Green Ridge Cemetery, Plantation Road

The Green Ridge Cemetery, April 2020. Photo by Bill Krause.

The Restoration of the Green Ridge Church Cemetery

In my sixteen-year association with Hollins University I have heard many references to the antebellum period and its legacy on the Hollins campus. It has been the purpose of the Working Group to investigate these bits of information thoroughly and reconstruct the truth.

One such passing comment I have heard has been the existence of a cemetery at the site next to Honey Tree Early Learning Center on Plantation Road. A couple of years ago my wife and I walked through the vacant lot and found a few headstones and indentations in the ground. Indeed, it was a cemetery, but little more could be discerned.

In the spring of 2019 the Working Group decided to delve further into the history of this site. With many of us in the midst of preparing our students for final exams and graduation, the bulk of the work commenced later in the summer.

In the Roanoke County archives we found a survey of the site done by Tom Klatka, of the Virginia State Historical Resources Department. His study confirmed there were 113 persons buried at the site. This was the location of the original Green Ridge Baptist Church. During the summer representatives of the Working Group met with Phil North, Chair of the Roanoke County Board of Supervisor and representative of the Hollins district; Dan O’Donnell, County Administrator; and Tom Klatka. Everyone was were extremely supportive of the project. As a result of the meeting, Bailey Howard-Debois, of the county planning department, was appointed to help us with the project going forward.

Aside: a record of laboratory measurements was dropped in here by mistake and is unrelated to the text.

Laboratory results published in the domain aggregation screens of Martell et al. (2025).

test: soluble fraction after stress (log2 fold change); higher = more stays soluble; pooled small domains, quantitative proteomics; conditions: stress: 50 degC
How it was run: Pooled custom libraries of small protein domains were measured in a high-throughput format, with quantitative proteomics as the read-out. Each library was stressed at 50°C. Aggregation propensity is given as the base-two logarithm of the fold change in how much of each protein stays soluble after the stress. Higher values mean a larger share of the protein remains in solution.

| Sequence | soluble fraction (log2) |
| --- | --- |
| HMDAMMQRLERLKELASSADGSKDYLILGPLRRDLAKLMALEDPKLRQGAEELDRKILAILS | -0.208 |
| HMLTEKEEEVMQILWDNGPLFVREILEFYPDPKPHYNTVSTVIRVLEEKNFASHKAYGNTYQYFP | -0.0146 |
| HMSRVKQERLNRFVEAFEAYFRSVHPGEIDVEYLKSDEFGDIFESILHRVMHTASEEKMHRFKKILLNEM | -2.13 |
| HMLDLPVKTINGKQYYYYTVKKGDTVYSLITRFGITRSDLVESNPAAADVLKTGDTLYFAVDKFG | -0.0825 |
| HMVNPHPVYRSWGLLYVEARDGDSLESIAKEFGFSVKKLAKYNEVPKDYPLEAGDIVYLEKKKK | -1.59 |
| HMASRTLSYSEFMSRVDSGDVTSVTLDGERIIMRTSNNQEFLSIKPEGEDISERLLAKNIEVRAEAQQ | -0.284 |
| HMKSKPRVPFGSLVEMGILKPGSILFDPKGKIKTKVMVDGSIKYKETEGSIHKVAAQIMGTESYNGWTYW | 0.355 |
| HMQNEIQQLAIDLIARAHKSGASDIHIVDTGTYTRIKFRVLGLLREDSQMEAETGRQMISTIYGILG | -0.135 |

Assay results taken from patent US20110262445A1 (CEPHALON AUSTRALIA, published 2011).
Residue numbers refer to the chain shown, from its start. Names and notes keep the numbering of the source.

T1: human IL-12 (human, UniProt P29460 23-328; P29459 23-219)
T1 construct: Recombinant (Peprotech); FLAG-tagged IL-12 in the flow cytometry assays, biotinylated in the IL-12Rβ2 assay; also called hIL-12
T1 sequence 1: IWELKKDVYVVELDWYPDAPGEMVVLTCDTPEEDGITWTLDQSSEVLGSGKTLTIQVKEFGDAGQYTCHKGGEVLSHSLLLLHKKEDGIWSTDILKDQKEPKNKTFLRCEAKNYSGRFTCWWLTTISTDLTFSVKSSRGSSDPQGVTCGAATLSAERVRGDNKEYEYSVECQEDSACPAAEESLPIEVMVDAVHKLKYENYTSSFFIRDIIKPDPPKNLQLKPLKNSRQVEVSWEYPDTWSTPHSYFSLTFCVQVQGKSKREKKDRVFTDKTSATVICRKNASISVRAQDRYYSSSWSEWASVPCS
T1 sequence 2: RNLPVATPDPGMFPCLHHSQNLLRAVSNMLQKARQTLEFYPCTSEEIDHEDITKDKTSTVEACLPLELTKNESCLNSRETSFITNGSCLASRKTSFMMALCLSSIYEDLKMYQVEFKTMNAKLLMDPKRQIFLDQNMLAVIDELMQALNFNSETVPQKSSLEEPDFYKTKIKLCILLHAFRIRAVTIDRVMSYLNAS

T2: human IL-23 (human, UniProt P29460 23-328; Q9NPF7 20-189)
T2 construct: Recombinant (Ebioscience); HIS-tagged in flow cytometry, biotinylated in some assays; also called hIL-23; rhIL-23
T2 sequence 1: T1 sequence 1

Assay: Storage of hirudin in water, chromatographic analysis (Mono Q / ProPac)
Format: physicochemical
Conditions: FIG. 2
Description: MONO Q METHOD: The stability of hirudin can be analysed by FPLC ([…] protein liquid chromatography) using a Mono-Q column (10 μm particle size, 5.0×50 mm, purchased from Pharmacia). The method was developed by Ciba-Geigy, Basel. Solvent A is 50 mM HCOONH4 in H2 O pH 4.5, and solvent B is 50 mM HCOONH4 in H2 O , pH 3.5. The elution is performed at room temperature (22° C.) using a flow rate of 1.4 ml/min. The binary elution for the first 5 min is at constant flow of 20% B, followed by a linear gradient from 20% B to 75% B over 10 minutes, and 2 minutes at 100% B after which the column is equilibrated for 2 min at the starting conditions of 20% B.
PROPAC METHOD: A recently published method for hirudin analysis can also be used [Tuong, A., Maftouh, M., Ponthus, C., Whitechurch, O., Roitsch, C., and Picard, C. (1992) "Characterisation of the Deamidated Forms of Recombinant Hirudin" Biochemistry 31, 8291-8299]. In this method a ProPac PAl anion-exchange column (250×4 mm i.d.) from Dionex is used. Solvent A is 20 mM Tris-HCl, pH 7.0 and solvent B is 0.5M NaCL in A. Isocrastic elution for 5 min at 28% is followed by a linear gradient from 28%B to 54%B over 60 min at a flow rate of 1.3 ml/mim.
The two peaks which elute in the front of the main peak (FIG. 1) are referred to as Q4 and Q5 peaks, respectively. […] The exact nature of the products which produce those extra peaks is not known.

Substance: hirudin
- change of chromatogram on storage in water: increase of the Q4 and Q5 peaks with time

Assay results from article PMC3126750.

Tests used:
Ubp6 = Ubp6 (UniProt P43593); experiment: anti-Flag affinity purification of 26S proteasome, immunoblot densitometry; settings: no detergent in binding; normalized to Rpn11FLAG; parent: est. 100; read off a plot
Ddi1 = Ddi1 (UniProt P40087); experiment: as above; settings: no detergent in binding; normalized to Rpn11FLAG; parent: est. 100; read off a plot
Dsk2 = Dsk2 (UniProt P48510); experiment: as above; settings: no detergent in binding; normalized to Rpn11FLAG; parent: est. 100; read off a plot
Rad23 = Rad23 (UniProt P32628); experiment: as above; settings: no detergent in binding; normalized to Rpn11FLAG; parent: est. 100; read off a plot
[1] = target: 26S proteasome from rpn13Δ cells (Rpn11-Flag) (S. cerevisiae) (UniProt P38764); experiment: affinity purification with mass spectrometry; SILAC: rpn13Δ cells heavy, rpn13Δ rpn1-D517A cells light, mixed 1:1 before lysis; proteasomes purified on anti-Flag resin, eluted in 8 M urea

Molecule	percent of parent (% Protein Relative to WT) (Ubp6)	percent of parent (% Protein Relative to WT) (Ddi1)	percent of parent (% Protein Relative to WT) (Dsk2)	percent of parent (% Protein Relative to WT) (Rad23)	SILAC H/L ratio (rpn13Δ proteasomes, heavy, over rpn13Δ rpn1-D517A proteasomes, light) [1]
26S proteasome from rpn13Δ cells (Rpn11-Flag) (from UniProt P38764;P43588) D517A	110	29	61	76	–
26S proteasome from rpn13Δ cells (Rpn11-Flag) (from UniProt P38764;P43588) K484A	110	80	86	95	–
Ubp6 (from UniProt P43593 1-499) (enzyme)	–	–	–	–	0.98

Bailey and her colleagues, with Tom’s input as well, have developed a schematic of the site with suggestions for layout and landscaping. In general, the idea is to landscape with indigenous plants that are appropriate to what a 19th century cemetery would have looked like. We envision a plaque with the names of those we know are buried there, a walkway with a couple of benches, and a state historical marker on the near the road. With regards to these names, we have identified about 20 so far, and it appears that Clem Bolden and his wife are among them. (see “Signage”)